According to YouGov’s Wealth Practise managing director Cara S. David, the generational differences in US consumption play an even bigger role. Research suggests that the market for luxury is diverging rapidly and markedly between affluent high-spending boomers and millennials. According to the “Affluent Perspective Global Study,” David forecasts a 0.9 percent reduction in luxury spending in 2016 among all affluent groups, except in two — American millennials and America’s 400,000 wealthiest households, whose spending is expected to increase by 8 percent and 10 percent, respectively.
However, the total millennial spend at $49 billion is only around half that of Gen X at £96 billion and a fraction of the $117 billion attributed to baby boomers. Marketers therefore need to be careful not to sacrifice one demographic for the other. Two categories are expected to benefit from an increase in spending. With travel up 10 percent from 2015 to $119 billion and fine dining up 5 percent to $42 billion, it supports the idea luxury customers are increasingly investing in experiences and the wider lifestyle associated with luxury brands. This presents opportunities for fashion brands able to engage with customers on an emotional level, but challenges for those that don’t.
Linked to this and another topic of discussion at the summit was the evolving model of the American department store, whose strength and geographical reach has always been crucial for luxury brands to build profile and scale. However, as highlighted by Marigay McKee, founder of MM Luxe Consulting, department stores around the world are facing enormous competitive pressures, which she identified as “the three ‘O’s of online, off-price and outlets.” In the US, department stores remain critically important but many need to focus more of their efforts on improving the shopping experience, environment and emotional engagement, as pointed out by McKee.
Interesting prospects in Latin America
Looking south, Latin America is still a story of emerging markets but luxury brands, with the exception of a few, continue to have a relatively light footprint across the region. Although there is great variation among the constituent countries in respect of economic stability and market accessibility, there are significant concentrations of wealthy consumers across the region.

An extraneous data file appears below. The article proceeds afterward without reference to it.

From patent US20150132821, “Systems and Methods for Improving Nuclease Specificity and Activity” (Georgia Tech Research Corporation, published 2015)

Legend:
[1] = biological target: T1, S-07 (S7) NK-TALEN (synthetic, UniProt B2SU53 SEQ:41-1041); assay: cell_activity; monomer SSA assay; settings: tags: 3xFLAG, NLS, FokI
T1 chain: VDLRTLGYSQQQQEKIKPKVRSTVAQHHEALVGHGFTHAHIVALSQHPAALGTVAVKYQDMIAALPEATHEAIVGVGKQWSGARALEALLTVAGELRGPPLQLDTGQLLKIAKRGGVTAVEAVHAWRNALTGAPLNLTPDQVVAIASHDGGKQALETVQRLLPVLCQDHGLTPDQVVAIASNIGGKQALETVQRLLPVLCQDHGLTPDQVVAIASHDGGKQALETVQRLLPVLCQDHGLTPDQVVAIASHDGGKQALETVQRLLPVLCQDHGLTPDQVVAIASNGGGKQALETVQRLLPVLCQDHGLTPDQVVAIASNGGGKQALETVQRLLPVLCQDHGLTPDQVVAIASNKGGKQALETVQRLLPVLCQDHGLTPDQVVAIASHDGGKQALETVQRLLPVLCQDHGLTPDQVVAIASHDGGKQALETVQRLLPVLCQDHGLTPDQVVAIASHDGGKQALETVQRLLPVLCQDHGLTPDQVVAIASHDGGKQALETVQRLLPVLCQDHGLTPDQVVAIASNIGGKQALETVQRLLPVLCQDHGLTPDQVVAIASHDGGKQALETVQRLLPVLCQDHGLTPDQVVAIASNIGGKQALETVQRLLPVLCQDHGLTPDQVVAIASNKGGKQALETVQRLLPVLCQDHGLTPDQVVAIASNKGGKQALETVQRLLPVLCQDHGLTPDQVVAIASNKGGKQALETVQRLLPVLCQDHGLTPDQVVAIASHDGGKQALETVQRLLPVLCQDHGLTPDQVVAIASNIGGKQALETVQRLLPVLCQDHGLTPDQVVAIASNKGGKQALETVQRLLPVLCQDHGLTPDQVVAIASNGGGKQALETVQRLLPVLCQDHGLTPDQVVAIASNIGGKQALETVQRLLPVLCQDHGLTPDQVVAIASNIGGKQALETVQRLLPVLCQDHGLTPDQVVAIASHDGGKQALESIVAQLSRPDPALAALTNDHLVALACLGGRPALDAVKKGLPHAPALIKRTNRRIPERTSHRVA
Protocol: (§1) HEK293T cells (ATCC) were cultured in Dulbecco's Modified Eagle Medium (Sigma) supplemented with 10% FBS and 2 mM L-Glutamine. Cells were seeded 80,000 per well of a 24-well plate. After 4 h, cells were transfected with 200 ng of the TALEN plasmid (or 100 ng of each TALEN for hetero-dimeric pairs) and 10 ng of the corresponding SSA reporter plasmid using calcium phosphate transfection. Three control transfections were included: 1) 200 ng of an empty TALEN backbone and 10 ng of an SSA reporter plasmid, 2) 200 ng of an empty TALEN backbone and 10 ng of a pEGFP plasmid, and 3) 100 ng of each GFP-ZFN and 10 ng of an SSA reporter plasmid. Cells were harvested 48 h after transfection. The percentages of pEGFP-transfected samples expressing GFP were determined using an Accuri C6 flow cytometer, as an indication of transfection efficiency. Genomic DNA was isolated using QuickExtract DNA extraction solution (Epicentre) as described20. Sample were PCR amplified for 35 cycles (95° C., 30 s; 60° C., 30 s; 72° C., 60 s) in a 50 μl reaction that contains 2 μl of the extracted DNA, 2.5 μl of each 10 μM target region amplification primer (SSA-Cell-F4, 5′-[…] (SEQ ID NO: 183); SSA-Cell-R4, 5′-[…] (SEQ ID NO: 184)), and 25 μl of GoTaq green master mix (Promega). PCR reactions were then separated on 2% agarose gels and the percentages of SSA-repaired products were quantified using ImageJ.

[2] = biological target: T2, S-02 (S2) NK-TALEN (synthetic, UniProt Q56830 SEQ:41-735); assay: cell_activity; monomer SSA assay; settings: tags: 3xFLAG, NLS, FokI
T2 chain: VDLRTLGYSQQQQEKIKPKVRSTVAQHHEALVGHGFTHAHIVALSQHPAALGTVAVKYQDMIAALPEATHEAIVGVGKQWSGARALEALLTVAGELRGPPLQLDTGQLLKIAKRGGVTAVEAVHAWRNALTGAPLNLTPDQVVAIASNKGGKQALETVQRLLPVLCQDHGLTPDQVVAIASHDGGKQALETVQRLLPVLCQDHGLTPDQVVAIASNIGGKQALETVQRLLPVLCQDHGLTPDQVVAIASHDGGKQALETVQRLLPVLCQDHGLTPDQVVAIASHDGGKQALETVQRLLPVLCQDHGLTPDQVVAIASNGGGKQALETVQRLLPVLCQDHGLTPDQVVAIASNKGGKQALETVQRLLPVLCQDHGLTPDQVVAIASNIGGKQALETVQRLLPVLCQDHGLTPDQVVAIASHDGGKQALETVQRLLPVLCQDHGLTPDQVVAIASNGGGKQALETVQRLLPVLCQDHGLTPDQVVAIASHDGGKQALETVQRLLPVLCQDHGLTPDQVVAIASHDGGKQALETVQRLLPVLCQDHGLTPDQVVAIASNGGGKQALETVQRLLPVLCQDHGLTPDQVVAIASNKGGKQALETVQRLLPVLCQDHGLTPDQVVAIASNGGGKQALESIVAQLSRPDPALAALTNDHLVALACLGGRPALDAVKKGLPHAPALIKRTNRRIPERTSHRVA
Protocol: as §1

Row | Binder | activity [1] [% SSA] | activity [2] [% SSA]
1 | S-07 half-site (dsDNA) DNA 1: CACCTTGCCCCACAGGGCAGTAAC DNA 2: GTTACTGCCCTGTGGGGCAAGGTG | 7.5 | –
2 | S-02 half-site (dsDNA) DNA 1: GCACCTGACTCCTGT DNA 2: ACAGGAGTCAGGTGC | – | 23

Despite tariffs, infrastructure challenges and the country’s current economic and political instability, Brazil remains one of the two areas of focus for most luxury brands alongside Mexico, the other giant economy of the region. Brazil’s scale will offer long term potential to some brands given its size and the large number of wealthy people (the country accounts for more than 50 percent of the total of South America’s high net worth individuals) as well as the fast growing urban centres beyond Sao Paulo and Rio de Janeiro.
Mexico has fared well because of its proximity to the US and a relatively open market. Following recent political changes, there is even measured but growing optimism around hitherto unstable markets like Argentina. But perhaps most interesting is Colombia, which after years of being defined by violence and corruption, is now an increasingly open and stable economy, growing at more than 3 percent per year. Over the last 10 years, Colombians have been one of the top three shoppers from Latin America in the US and are gaining recognition as sophisticated and savvy luxury consumers in their own right.
Charlotte Keesing is director of international and public affairs at Walpole, an alliance of 170 luxury British brands.
The views expressed in Op-Ed pieces are those of the author and do not necessarily reflect the views of The Business of Fashion.